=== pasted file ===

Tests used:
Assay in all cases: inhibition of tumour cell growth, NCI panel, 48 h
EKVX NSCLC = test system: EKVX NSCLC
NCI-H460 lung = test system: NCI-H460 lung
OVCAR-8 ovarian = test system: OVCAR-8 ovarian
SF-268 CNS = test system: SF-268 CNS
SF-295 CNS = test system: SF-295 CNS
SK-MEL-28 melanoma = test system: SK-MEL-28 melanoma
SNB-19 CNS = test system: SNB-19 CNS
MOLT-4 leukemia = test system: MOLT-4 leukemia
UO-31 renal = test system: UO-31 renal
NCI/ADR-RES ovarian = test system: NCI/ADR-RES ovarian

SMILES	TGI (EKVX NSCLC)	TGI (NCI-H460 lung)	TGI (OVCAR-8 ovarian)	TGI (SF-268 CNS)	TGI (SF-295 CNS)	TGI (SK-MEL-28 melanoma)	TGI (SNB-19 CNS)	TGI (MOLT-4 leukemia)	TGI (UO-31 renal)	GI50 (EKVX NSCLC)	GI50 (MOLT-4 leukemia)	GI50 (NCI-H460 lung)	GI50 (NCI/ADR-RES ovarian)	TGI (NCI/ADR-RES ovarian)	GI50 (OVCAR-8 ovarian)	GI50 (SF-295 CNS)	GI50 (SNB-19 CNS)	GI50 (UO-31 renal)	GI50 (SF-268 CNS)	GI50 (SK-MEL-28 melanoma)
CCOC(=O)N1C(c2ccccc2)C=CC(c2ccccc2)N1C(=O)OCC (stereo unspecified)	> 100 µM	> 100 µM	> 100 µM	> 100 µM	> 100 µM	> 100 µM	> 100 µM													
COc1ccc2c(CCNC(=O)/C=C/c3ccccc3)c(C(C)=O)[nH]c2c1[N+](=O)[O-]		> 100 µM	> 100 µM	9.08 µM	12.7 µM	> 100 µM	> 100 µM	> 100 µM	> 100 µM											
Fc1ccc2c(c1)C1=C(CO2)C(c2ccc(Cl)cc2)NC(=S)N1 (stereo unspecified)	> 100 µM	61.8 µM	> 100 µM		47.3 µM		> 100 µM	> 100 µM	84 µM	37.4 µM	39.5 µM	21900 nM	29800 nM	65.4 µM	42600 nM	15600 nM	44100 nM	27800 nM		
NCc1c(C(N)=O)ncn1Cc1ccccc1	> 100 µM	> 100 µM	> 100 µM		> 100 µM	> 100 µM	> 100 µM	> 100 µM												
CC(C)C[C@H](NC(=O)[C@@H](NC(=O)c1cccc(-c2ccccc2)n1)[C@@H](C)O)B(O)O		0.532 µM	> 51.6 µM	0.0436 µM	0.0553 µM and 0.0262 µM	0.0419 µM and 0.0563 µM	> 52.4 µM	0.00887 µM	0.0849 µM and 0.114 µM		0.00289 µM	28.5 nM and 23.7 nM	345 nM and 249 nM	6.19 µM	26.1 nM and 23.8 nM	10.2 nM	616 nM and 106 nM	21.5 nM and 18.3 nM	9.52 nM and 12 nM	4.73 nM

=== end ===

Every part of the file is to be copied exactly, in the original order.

Tests used:
Assay in all cases: inhibition of tumour cell growth, NCI panel, 48 h
EKVX NSCLC = test system: EKVX NSCLC
NCI-H460 lung = test system: NCI-H460 lung
OVCAR-8 ovarian = test system: OVCAR-8 ovarian
SF-268 CNS = test system: SF-268 CNS
SF-295 CNS = test system: SF-295 CNS
SK-MEL-28 melanoma = test system: SK-MEL-28 melanoma
SNB-19 CNS = test system: SNB-19 CNS
MOLT-4 leukemia = test system: MOLT-4 leukemia
UO-31 renal = test system: UO-31 renal
NCI/ADR-RES ovarian = test system: NCI/ADR-RES ovarian

SMILES	TGI (EKVX NSCLC)	TGI (NCI-H460 lung)	TGI (OVCAR-8 ovarian)	TGI (SF-268 CNS)	TGI (SF-295 CNS)	TGI (SK-MEL-28 melanoma)	TGI (SNB-19 CNS)	TGI (MOLT-4 leukemia)	TGI (UO-31 renal)	GI50 (EKVX NSCLC)	GI50 (MOLT-4 leukemia)	GI50 (NCI-H460 lung)	GI50 (NCI/ADR-RES ovarian)	TGI (NCI/ADR-RES ovarian)	GI50 (OVCAR-8 ovarian)	GI50 (SF-295 CNS)	GI50 (SNB-19 CNS)	GI50 (UO-31 renal)	GI50 (SF-268 CNS)	GI50 (SK-MEL-28 melanoma)
CCOC(=O)N1C(c2ccccc2)C=CC(c2ccccc2)N1C(=O)OCC (stereo unspecified)	> 100 µM	> 100 µM	> 100 µM	> 100 µM	> 100 µM	> 100 µM	> 100 µM													
COc1ccc2c(CCNC(=O)/C=C/c3ccccc3)c(C(C)=O)[nH]c2c1[N+](=O)[O-]		> 100 µM	> 100 µM	9.08 µM	12.7 µM	> 100 µM	> 100 µM	> 100 µM	> 100 µM											
Fc1ccc2c(c1)C1=C(CO2)C(c2ccc(Cl)cc2)NC(=S)N1 (stereo unspecified)	> 100 µM	61.8 µM	> 100 µM		47.3 µM		> 100 µM	> 100 µM	84 µM	37.4 µM	39.5 µM	21900 nM	29800 nM	65.4 µM	42600 nM	15600 nM	44100 nM	27800 nM		
NCc1c(C(N)=O)ncn1Cc1ccccc1	> 100 µM	> 100 µM	> 100 µM		> 100 µM	> 100 µM	> 100 µM	> 100 µM												
CC(C)C[C@H](NC(=O)[C@@H](NC(=O)c1cccc(-c2ccccc2)n1)[C@@H](C)O)B(O)O		0.532 µM	> 51.6 µM	0.0436 µM	0.0553 µM and 0.0262 µM	0.0419 µM and 0.0563 µM	> 52.4 µM	0.00887 µM	0.0849 µM and 0.114 µM		0.00289 µM	28.5 nM and 23.7 nM	345 nM and 249 nM	6.19 µM	26.1 nM and 23.8 nM	10.2 nM	616 nM and 106 nM	21.5 nM and 18.3 nM	9.52 nM and 12 nM	4.73 nM